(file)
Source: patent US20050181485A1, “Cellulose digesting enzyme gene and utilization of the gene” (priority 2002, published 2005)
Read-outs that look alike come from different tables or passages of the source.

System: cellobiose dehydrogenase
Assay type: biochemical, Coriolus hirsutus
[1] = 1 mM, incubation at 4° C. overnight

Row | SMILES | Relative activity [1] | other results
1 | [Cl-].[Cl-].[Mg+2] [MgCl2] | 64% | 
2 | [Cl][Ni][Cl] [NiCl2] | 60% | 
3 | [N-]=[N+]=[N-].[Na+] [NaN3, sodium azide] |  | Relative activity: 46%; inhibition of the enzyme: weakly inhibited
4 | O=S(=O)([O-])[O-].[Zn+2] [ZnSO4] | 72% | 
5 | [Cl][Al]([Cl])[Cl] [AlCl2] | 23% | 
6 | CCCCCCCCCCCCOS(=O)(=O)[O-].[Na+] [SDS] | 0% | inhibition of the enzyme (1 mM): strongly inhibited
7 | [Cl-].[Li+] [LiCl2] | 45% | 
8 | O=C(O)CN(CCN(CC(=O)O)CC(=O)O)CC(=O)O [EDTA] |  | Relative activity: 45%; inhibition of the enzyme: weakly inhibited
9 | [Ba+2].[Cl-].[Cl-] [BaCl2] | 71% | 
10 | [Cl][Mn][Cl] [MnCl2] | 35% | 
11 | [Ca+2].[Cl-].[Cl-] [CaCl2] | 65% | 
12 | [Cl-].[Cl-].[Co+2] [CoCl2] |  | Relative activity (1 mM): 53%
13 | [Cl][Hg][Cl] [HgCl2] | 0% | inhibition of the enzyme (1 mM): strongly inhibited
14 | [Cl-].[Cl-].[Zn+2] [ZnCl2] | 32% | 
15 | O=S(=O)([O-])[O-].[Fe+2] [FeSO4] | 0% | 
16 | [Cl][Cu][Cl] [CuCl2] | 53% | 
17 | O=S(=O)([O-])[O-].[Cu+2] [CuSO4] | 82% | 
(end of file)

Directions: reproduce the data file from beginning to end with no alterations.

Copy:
Source: patent US20050181485A1, “Cellulose digesting enzyme gene and utilization of the gene” (priority 2002, published 2005)
Read-outs that look alike come from different tables or passages of the source.

System: cellobiose dehydrogenase
Assay type: biochemical, Coriolus hirsutus
[1] = 1 mM, incubation at 4° C. overnight

Row | SMILES | Relative activity [1] | other results
1 | [Cl-].[Cl-].[Mg+2] [MgCl2] | 64% | 
2 | [Cl][Ni][Cl] [NiCl2] | 60% | 
3 | [N-]=[N+]=[N-].[Na+] [NaN3, sodium azide] |  | Relative activity: 46%; inhibition of the enzyme: weakly inhibited
4 | O=S(=O)([O-])[O-].[Zn+2] [ZnSO4] | 72% | 
5 | [Cl][Al]([Cl])[Cl] [AlCl2] | 23% | 
6 | CCCCCCCCCCCCOS(=O)(=O)[O-].[Na+] [SDS] | 0% | inhibition of the enzyme (1 mM): strongly inhibited
7 | [Cl-].[Li+] [LiCl2] | 45% | 
8 | O=C(O)CN(CCN(CC(=O)O)CC(=O)O)CC(=O)O [EDTA] |  | Relative activity: 45%; inhibition of the enzyme: weakly inhibited
9 | [Ba+2].[Cl-].[Cl-] [BaCl2] | 71% | 
10 | [Cl][Mn][Cl] [MnCl2] | 35% | 
11 | [Ca+2].[Cl-].[Cl-] [CaCl2] | 65% | 
12 | [Cl-].[Cl-].[Co+2] [CoCl2] |  | Relative activity (1 mM): 53%
13 | [Cl][Hg][Cl] [HgCl2] | 0% | inhibition of the enzyme (1 mM): strongly inhibited
14 | [Cl-].[Cl-].[Zn+2] [ZnCl2] | 32% | 
15 | O=S(=O)([O-])[O-].[Fe+2] [FeSO4] | 0% | 
16 | [Cl][Cu][Cl] [CuCl2] | 53% | 
17 | O=S(=O)([O-])[O-].[Cu+2] [CuSO4] | 82% | 